The nature of high-temperature activity


High-temperature field

High-temperature areas are located within the active volcanic zones or marginal to them. They are mostly on high ground. The rocks are geologically very young and permeable. As a result of the topography and high bedrock permeability, the groundwater table in the high-temperature areas is generally deep, and surface manifestations are largely steam vents. Hydrogen sulphide present in the steam tends to be oxidised at the surface by atmospheric oxygen, either into elemental sulphur, which is deposited around the vents, or into sulphuric acid, which leads to acid waters altering the soil and bedrock. 

The internal structure of fossil high-temperature systems can be seen in Tertiary and Quaternary formations, where erosion has exposed rocks that were formerly at a depth of 1-3 kilometers. The system's heat source is generally shallow magma intrusions. In the case of high-temperature systems associated with central volcanic complexes the intrusions often create shallow magma chambers, but where no central volcanoes have developed only dyke swarms are found. Intrusive rocks appear to be most abundant in reservoirs associated with central complexes that have developed a caldera.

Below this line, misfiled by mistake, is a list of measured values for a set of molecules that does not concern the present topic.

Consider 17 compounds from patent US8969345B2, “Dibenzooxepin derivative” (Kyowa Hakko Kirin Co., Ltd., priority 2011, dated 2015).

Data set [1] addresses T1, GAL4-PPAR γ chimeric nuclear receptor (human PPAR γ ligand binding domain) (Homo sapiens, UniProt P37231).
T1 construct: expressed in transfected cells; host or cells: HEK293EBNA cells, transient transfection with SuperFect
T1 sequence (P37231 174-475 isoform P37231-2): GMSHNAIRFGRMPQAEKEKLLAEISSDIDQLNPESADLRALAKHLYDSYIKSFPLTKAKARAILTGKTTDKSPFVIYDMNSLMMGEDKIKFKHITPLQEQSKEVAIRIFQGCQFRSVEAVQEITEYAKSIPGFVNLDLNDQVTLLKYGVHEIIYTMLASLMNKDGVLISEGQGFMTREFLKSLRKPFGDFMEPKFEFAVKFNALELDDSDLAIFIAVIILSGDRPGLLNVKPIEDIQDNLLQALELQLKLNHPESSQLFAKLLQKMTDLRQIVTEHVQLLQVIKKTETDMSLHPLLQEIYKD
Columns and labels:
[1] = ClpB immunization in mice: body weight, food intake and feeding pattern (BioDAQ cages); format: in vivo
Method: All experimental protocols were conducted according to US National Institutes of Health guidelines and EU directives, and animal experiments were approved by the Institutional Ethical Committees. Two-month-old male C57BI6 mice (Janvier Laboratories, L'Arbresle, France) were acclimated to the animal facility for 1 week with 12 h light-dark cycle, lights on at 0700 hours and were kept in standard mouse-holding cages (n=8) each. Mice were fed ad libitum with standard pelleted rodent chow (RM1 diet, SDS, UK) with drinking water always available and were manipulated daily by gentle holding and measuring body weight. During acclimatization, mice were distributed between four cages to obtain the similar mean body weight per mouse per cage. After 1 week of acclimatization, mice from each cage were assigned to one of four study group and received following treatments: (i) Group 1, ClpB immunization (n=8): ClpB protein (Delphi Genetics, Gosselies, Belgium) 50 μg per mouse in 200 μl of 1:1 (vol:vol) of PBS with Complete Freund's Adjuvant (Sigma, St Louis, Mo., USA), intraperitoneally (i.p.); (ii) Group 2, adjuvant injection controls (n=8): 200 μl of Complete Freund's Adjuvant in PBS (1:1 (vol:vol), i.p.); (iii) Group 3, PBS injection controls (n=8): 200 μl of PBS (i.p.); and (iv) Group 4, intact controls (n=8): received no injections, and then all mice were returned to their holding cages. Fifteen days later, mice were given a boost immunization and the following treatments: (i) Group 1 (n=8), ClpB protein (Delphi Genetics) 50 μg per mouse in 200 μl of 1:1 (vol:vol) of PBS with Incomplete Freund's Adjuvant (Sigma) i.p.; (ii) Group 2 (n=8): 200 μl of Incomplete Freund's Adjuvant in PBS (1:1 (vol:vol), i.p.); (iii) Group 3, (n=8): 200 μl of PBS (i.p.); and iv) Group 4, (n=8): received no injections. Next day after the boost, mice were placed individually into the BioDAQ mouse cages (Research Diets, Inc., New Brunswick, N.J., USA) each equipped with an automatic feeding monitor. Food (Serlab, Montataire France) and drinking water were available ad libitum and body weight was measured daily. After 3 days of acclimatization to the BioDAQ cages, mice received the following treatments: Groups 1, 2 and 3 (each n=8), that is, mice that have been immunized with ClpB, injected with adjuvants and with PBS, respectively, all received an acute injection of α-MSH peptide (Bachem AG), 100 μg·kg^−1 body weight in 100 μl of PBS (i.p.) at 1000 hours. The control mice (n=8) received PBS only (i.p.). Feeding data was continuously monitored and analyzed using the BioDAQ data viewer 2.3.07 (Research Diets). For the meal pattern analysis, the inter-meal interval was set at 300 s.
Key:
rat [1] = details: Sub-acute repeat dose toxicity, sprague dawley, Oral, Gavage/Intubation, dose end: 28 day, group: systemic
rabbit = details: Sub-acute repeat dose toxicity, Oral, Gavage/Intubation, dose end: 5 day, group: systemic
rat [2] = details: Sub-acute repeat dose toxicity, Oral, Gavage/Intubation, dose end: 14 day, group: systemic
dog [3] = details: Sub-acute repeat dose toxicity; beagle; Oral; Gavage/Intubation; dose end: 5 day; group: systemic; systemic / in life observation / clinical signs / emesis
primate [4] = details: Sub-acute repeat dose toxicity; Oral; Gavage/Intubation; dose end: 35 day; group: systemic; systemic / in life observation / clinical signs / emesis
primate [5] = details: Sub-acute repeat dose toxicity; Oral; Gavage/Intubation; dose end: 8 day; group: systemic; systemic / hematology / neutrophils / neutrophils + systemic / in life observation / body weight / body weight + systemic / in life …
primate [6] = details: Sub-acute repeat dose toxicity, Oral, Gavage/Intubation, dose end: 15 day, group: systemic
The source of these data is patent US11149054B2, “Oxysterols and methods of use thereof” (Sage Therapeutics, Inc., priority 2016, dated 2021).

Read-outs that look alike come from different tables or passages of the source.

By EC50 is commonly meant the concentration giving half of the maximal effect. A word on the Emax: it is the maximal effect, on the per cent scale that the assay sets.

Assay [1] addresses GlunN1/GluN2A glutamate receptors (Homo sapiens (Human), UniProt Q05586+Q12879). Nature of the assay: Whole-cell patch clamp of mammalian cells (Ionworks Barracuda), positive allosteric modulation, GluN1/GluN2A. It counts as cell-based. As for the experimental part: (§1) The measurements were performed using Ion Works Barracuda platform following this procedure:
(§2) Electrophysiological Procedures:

The boiling point of water depends on the hydrostatic pressure. As the pressure increases with depth the temperature needed for the water to boil rises along a curve that is called the boiling point curve.

Temperatures in active, high-temperature systems generally follow the boiling point curve. The highest recorded downhole temperature is 386°C. Hydrological considera- tions and permeability data imply that the groundwater in the reservoir is undergoing a density driven vertical circulation. This groundwater is in most cases of meteoric origin. However, in three areas on the Reykjanes Peninsula it is partly or solely ocean water.